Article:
Advanced

Mirrors in Russian Women’s Autobiographical Writing : The Self Reflected in Works by Alla Demidova and Vera Luknitskaia

Sarsenov, Karin LU (2010) In Studies in 20th & 21st Century Literature 34(2).
Abstract
In autobiographical writing, the mirror is not only a privileged metaphor for the genre as a whole; it also functions as a primary administrator of boundaries, demarcating the space of the self from the foreign, the chaotic, the unknown. The mirror metaphor is not a gender neutral one: in Western elite culture the mirror has served to reinforce the patriarchal dichotomy between man/mind and woman/body, prompting Luce Irigaray’s view of the mirror as “a male-directed instrument of literal objectification.” This article examines two women-authored texts in which the mirror motif is fundamental to the construction of the autobiographical self: the actress Alla Demidova’s The Flying Line of Memory (2000) and the literary scholar Vera... (More)
In autobiographical writing, the mirror is not only a privileged metaphor for the genre as a whole; it also functions as a primary administrator of boundaries, demarcating the space of the self from the foreign, the chaotic, the unknown. The mirror metaphor is not a gender neutral one: in Western elite culture the mirror has served to reinforce the patriarchal dichotomy between man/mind and woman/body, prompting Luce Irigaray’s view of the mirror as “a male-directed instrument of literal objectification.” This article examines two women-authored texts in which the mirror motif is fundamental to the construction of the autobiographical self: the actress Alla Demidova’s The Flying Line of Memory (2000) and the literary scholar Vera Luknitskaia’s Ego – Echo (2003). A close reading of the texts maps out the operations performed by the mirror and locates the boundaries delineated. The reading shows that the two authors are united by the fervency with which they affirm their social identity as members of the intelligentsia. Their gendered identity is expressed in terms of vulnerability, implicitly in Demidova, by the omission of all intimate detail, and explicitly in Luknitskaia, in reports of sexual assault. However, both have omitted one of the most frequently encountered uses of the mirror motif in European culture – to connote female vanity. In their work, the mirror is a productive literary device, affirming the feminine self. (Less)
Please use this url to cite or link to this publication:
author
organization
publishing date
type
Contribution to journal
publication status
published
subject
keywords
sexuality, autobiography, social identity, women authors
in
Studies in 20th & 21st Century Literature
volume
34
issue
2
publisher
New Prairie Press
ISSN
1555-7839
DOI
10.4148/2334-4415.1732
language
English
LU publication?
yes
id
d7b51833-c53f-4551-98f1-4f19aabf6fd0 (old id 1717249)
date added to LUP
2010-11-18 08:34:19
date last changed
2018-05-29 09:44:17
@article{d7b51833-c53f-4551-98f1-4f19aabf6fd0,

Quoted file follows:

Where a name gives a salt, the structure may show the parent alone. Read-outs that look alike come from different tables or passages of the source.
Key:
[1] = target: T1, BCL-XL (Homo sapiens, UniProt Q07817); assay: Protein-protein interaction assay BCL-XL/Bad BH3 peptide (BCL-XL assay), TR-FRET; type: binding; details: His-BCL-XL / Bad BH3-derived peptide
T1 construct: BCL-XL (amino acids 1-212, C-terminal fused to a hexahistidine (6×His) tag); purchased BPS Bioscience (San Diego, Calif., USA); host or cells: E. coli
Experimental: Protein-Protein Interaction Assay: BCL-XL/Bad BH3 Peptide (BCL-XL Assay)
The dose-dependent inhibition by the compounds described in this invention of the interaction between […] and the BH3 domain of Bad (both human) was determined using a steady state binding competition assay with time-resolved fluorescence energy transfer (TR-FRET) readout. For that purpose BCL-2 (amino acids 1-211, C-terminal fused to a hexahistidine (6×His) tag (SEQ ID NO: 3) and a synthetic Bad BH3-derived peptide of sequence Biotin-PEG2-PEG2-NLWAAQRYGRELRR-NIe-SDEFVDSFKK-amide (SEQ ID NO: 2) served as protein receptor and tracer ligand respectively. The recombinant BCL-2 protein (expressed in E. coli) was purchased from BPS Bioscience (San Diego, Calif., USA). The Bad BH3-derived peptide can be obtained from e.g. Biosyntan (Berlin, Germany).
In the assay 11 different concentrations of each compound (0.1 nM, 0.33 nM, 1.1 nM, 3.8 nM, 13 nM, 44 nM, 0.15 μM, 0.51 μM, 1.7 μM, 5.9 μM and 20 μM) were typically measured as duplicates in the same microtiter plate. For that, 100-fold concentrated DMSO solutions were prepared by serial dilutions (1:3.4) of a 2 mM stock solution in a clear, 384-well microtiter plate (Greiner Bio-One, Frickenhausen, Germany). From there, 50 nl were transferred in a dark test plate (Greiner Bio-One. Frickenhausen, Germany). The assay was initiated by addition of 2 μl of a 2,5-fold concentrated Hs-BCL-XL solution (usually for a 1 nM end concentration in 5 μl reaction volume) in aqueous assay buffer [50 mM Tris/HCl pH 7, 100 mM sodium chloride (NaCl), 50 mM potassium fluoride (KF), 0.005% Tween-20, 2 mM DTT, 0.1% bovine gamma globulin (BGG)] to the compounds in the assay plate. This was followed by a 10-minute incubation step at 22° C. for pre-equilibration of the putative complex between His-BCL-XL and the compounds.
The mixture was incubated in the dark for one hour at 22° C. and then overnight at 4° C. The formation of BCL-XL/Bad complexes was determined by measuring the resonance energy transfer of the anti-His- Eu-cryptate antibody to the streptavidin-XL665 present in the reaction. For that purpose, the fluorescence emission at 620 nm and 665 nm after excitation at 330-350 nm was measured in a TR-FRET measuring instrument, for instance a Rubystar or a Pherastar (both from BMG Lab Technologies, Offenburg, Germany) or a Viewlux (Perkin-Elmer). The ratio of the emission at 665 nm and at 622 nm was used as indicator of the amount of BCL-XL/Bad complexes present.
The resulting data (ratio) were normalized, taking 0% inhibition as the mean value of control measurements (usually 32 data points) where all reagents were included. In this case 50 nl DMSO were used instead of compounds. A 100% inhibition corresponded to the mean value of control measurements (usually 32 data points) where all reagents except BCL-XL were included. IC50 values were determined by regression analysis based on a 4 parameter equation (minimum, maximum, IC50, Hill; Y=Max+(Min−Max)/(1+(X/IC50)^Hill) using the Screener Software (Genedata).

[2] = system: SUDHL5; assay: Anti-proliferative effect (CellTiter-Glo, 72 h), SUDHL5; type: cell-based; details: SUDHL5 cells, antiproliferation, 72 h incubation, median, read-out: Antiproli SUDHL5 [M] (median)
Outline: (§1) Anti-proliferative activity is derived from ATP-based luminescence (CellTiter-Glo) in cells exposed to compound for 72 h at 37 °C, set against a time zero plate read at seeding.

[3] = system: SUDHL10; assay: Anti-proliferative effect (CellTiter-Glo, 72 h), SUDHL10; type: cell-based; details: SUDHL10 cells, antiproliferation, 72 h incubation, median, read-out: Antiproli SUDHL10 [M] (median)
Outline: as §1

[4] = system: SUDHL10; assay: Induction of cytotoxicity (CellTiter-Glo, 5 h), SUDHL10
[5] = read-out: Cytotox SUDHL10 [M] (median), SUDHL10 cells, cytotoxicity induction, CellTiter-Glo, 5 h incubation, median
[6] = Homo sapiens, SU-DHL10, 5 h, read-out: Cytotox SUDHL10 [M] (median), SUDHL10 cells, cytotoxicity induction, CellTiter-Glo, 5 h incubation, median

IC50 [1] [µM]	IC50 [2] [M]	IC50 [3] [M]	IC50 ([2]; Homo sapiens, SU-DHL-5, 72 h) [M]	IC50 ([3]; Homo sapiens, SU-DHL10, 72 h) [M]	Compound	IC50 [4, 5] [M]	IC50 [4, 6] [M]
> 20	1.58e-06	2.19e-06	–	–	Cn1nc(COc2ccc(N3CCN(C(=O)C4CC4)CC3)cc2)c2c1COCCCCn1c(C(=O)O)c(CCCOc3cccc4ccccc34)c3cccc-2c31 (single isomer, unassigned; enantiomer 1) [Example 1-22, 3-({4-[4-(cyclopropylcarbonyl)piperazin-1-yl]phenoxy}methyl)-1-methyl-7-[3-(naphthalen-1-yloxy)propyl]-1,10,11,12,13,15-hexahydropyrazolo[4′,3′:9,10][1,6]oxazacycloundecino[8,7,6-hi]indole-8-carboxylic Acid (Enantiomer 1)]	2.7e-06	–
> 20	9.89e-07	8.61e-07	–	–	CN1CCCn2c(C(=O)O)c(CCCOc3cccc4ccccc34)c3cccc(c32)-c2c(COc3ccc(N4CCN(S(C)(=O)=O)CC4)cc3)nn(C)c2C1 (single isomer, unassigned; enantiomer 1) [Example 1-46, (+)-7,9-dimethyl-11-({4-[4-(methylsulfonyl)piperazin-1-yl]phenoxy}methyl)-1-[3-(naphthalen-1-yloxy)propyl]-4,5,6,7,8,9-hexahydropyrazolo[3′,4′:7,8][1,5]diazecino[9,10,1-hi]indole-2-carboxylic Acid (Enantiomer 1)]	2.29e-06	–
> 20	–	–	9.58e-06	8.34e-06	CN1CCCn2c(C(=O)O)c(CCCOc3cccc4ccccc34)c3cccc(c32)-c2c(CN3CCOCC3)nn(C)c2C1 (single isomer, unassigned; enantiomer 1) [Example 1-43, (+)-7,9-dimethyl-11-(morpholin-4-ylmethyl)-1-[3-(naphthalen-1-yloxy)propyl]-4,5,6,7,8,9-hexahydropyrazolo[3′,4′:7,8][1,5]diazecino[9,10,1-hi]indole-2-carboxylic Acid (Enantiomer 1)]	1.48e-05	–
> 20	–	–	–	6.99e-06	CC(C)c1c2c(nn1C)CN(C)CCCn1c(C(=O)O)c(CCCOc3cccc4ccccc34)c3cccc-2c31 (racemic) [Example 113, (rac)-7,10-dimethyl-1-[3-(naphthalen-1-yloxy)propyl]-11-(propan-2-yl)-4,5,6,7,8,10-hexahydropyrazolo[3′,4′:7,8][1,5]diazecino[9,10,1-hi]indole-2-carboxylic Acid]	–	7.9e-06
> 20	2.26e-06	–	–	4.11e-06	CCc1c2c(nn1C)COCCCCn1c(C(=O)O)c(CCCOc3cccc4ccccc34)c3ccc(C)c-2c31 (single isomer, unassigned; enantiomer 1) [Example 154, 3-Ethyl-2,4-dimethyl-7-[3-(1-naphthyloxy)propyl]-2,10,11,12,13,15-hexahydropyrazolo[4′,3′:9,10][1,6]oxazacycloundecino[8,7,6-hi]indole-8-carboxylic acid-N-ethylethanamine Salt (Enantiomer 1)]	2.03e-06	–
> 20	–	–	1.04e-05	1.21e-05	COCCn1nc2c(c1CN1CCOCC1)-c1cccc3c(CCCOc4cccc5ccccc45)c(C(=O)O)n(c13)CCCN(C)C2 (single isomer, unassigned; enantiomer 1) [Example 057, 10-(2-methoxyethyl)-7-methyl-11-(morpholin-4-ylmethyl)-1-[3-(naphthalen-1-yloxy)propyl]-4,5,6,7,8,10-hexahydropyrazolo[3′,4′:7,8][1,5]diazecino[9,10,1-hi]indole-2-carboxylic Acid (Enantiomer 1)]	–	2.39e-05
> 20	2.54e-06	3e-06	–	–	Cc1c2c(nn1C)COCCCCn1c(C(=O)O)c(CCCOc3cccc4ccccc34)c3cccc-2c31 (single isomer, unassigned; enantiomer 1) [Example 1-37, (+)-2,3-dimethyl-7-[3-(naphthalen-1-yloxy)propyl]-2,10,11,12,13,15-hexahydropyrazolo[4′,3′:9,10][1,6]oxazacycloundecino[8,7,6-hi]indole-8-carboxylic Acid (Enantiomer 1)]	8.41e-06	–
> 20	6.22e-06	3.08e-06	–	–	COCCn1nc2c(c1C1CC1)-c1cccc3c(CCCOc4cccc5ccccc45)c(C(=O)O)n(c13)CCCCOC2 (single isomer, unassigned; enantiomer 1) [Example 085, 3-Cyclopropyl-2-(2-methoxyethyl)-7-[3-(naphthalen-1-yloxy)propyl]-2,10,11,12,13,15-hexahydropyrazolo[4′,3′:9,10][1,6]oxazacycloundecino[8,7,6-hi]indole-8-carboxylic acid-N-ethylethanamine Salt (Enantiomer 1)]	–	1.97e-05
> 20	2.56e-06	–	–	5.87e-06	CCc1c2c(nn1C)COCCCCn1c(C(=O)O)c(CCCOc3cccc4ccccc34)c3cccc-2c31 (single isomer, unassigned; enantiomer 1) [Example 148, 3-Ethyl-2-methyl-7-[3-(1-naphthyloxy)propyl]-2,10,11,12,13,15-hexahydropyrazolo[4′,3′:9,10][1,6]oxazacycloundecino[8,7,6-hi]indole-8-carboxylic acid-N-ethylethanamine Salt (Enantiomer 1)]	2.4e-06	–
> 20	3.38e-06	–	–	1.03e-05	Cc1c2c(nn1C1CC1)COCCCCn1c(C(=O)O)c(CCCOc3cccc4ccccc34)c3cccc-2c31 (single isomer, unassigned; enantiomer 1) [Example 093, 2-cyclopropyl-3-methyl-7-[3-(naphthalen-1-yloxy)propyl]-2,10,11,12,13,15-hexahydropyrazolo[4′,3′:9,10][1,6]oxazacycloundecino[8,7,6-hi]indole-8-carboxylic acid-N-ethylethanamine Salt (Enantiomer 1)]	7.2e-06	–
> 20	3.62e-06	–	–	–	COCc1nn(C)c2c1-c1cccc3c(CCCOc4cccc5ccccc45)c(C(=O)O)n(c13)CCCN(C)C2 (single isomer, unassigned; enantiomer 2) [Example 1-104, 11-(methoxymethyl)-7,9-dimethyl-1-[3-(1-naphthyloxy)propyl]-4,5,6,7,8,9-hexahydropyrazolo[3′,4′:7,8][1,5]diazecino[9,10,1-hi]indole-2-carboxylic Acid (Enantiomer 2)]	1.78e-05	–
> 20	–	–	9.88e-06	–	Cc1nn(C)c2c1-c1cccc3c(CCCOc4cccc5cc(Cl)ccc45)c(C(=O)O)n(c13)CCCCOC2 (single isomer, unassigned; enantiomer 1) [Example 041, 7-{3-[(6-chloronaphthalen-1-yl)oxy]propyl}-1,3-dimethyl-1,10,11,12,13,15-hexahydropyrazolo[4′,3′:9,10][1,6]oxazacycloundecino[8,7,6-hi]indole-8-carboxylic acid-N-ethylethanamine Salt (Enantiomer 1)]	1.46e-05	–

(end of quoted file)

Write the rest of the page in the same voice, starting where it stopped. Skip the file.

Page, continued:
abstract     = {In autobiographical writing, the mirror is not only a privileged metaphor for the genre as a whole; it also functions as a primary administrator of boundaries, demarcating the space of the self from the foreign, the chaotic, the unknown. The mirror metaphor is not a gender neutral one: in Western elite culture the mirror has served to reinforce the patriarchal dichotomy between man/mind and woman/body, prompting Luce Irigaray’s view of the mirror as “a male-directed instrument of literal objectification.” This article examines two women-authored texts in which the mirror motif is fundamental to the construction of the autobiographical self: the actress Alla Demidova’s The Flying Line of Memory (2000) and the literary scholar Vera Luknitskaia’s Ego – Echo (2003). A close reading of the texts maps out the operations performed by the mirror and locates the boundaries delineated. The reading shows that the two authors are united by the fervency with which they affirm their social identity as members of the intelligentsia. Their gendered identity is expressed in terms of vulnerability, implicitly in Demidova, by the omission of all intimate detail, and explicitly in Luknitskaia, in reports of sexual assault. However, both have omitted one of the most frequently encountered uses of the mirror motif in European culture – to connote female vanity. In their work, the mirror is a productive literary device, affirming the feminine self.},
  author       = {Sarsenov, Karin},
  issn         = {1555-7839},
  keyword      = {sexuality,autobiography,social identity,women authors},
  language     = {eng},
  number       = {2},
  publisher    = {New Prairie Press},
  series       = {Studies in 20th & 21st Century Literature},
  title        = {Mirrors in Russian Women’s Autobiographical Writing : The Self Reflected in Works by Alla Demidova and Vera Luknitskaia},
  url          = {http://dx.doi.org/10.4148/2334-4415.1732},
  volume       = {34},
  year         = {2010},
}